Looks cold to me

A squirrel on a branch outside our dining room window reduces a walnut to nothingness. The meal took a good quarter-hour.  

Oh, nuts! Better watch your step

In our neck of the woods, it’s been a hard mast, meaning hard-shelled nuts have fallen in much higher-than-normal levels.

While the uncommon profusion is attributed to an unpredictable confluence of factors, it does provide a feast for squirrels, deer, and other wildlife. Any surplus surviving the predators then has a good chance to refurbish the forests and byways.

As has been noted, nature really is promiscuous.

Lean years, in contrast, limit the animal populations and their offspring.

Mast is most notably reported as acorns, but in our house, overshadowed by a black walnut tree, the golf ball-sized orbs are hammering the kitchen roof and trashcans. We keep thinking people are knocking at our backdoor or something big has fallen over downstairs or outside or even a crazy golfer neighbor is slicing his shots and hitting our house, one-two-three. They’re even a hazard to our parked cars.

Meanwhile, our squirrels are littering the stoops, patio table and chairs, and driveway with messes of shells that stain anything underneath black – is that the origin of black in the walnut variety’s name? But that’s not the only problem.

No, the nuts are so plentiful they make venturing out into the yard a treacherous course akin to walking on ball bearings or marbles. We haven’t fallen yet, but we’ve come close.

It’s especially troublesome when I have a load of firewood in my arms.

We aren’t alone in this, are we?

The bright blue line threading upward on the right side is a garden hose, providing a size comparison for the dangerous green globes filling much of the rest of the photos. Yes, they are fallen walnuts, which are still raining down on our house.

 

New to the family

This pair of year-old sisters is getting adjusted to living with us. Originally named Maya and Elena by the daughter of their previous owner, we’ve been calling them Pepper and Sal … or even Salty. The are quite lively, entertaining, and enthusiastically devouring many of the weeds and branches gleaned from our gardening. And, yes, they are quite cuddly.

Got bees

Blame my elder stepdaughter. Or give her all the credit. She took up the cause last year by setting up two beehives at her house. Her mother and I then witnessed much of the excitement and drama that followed. It was contagious.

Jump ahead to this spring. We were encouraged to get our own hive, starting with the boxes and frames from another couple at Quaker Meeting, and then, drawing on said daughter’s expertise and guidance, we launched into our own “greening” venture. I painted the brooder- and honey- “deeps” or “supers” and the landing board all a light green, and set up a concrete-block base to discourage dampness, ants, mice, and our local skunks from invading. Positioned the entry to catch the morning sun, per said daughter’s instructions. And then she taught us how to attach sheets of what are called foundations to each of the frames that go inside the boxes for the bees to build their honeycombs on. Oh, there is definitely a whole new vocabulary for us to ingest.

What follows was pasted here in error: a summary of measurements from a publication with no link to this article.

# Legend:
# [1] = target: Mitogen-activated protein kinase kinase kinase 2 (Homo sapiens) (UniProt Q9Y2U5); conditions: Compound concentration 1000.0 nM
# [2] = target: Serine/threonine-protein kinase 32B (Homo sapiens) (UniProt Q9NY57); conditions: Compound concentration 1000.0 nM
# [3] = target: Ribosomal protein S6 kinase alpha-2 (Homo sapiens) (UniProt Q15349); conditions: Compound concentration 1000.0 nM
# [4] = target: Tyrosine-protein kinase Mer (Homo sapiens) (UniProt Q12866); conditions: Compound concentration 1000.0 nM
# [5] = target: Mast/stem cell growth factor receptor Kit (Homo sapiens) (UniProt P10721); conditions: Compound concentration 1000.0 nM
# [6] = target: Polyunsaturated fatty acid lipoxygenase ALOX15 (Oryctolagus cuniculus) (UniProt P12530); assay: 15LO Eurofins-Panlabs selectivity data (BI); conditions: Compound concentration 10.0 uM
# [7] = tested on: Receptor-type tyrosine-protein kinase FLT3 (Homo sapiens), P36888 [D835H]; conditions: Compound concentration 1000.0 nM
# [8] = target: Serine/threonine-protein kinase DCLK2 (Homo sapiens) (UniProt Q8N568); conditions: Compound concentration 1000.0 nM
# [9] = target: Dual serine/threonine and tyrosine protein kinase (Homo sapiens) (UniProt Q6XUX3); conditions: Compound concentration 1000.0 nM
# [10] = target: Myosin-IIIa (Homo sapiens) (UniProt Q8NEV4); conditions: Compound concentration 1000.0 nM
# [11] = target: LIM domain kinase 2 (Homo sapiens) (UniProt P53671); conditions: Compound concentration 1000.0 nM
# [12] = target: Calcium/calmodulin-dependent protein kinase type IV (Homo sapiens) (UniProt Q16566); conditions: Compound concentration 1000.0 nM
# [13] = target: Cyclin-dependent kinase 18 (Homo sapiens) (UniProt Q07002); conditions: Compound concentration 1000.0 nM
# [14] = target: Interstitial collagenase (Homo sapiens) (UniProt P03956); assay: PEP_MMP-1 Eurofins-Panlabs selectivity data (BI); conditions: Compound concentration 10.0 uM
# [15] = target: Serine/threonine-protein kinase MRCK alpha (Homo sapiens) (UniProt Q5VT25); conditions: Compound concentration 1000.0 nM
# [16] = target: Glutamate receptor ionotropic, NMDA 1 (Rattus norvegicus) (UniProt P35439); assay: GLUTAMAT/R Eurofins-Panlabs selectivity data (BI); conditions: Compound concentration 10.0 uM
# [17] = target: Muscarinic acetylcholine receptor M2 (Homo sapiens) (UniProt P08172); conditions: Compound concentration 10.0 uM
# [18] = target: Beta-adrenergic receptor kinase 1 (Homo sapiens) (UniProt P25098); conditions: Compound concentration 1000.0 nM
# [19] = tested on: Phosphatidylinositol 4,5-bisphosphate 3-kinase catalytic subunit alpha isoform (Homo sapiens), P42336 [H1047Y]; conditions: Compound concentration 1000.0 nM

The buzz really kicked in when our colony and queen arrived from Georgia earlier this month. We gingerly poured them into the hive, like a big glop, and they do seem to be settling in perfectly. Watching the details is fascinating, from their purging of the drones shortly after the big move and then moving on to the guard bees who expel “robber” bees trying to invade from other colonies while the workers get their bearings, explore, and arrive home with their legs brightly loaded with pollen. Who would have thought there would be so much personality in an apiary? We haven’t even gotten to the queen bee yet,deep within the hive – we hope.

We’re not expecting to collect any honey this year – we’d rather have the hive be well supplied for its first winter – but the benefits to our garden and the surrounding environment give us justification enough.

Yes, we got bees – honeybees!

Once the colony’s fully settled in, we’ll add another “brooder deep” to the beehive stack sitting at the edge of our raspberries. The structure off to the right is our compost bin.